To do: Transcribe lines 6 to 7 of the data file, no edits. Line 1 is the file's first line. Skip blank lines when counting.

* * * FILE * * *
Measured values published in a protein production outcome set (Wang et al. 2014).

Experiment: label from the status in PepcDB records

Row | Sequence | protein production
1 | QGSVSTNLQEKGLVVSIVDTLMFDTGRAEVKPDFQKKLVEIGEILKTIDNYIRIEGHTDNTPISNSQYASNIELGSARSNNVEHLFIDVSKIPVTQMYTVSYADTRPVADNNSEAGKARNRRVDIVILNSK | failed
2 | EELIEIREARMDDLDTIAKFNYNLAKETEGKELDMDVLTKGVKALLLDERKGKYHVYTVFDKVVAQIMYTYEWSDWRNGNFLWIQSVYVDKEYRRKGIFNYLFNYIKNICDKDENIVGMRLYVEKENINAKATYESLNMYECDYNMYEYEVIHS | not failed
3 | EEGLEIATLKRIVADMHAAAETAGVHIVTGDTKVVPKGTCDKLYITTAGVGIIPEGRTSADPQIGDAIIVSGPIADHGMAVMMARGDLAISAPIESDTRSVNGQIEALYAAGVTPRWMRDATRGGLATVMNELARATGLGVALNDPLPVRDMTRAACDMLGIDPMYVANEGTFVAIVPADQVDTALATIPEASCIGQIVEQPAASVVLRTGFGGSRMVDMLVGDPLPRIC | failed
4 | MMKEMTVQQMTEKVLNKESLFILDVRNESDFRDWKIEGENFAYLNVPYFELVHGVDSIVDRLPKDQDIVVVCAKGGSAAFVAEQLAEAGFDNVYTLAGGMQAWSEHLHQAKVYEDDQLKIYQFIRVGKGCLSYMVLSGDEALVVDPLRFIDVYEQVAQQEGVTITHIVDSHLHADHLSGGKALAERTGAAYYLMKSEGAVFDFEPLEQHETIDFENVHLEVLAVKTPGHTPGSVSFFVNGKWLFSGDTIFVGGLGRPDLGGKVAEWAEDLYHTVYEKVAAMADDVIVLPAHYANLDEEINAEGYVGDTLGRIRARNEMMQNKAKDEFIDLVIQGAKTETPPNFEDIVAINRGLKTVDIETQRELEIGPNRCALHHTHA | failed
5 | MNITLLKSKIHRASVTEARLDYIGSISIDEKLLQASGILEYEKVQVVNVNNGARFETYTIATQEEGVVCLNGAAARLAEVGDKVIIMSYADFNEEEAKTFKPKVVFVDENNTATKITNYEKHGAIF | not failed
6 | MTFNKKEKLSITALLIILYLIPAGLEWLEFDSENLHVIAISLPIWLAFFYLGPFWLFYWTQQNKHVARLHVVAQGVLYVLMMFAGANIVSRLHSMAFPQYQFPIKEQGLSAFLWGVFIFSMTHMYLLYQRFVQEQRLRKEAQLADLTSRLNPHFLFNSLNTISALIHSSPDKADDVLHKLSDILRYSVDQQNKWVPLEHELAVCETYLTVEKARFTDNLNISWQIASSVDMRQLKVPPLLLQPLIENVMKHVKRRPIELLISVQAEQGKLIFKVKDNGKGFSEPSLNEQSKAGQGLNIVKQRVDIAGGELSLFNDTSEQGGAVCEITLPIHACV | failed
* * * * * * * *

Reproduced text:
3 | EEGLEIATLKRIVADMHAAAETAGVHIVTGDTKVVPKGTCDKLYITTAGVGIIPEGRTSADPQIGDAIIVSGPIADHGMAVMMARGDLAISAPIESDTRSVNGQIEALYAAGVTPRWMRDATRGGLATVMNELARATGLGVALNDPLPVRDMTRAACDMLGIDPMYVANEGTFVAIVPADQVDTALATIPEASCIGQIVEQPAASVVLRTGFGGSRMVDMLVGDPLPRIC | failed
4 | MMKEMTVQQMTEKVLNKESLFILDVRNESDFRDWKIEGENFAYLNVPYFELVHGVDSIVDRLPKDQDIVVVCAKGGSAAFVAEQLAEAGFDNVYTLAGGMQAWSEHLHQAKVYEDDQLKIYQFIRVGKGCLSYMVLSGDEALVVDPLRFIDVYEQVAQQEGVTITHIVDSHLHADHLSGGKALAERTGAAYYLMKSEGAVFDFEPLEQHETIDFENVHLEVLAVKTPGHTPGSVSFFVNGKWLFSGDTIFVGGLGRPDLGGKVAEWAEDLYHTVYEKVAAMADDVIVLPAHYANLDEEINAEGYVGDTLGRIRARNEMMQNKAKDEFIDLVIQGAKTETPPNFEDIVAINRGLKTVDIETQRELEIGPNRCALHHTHA | failed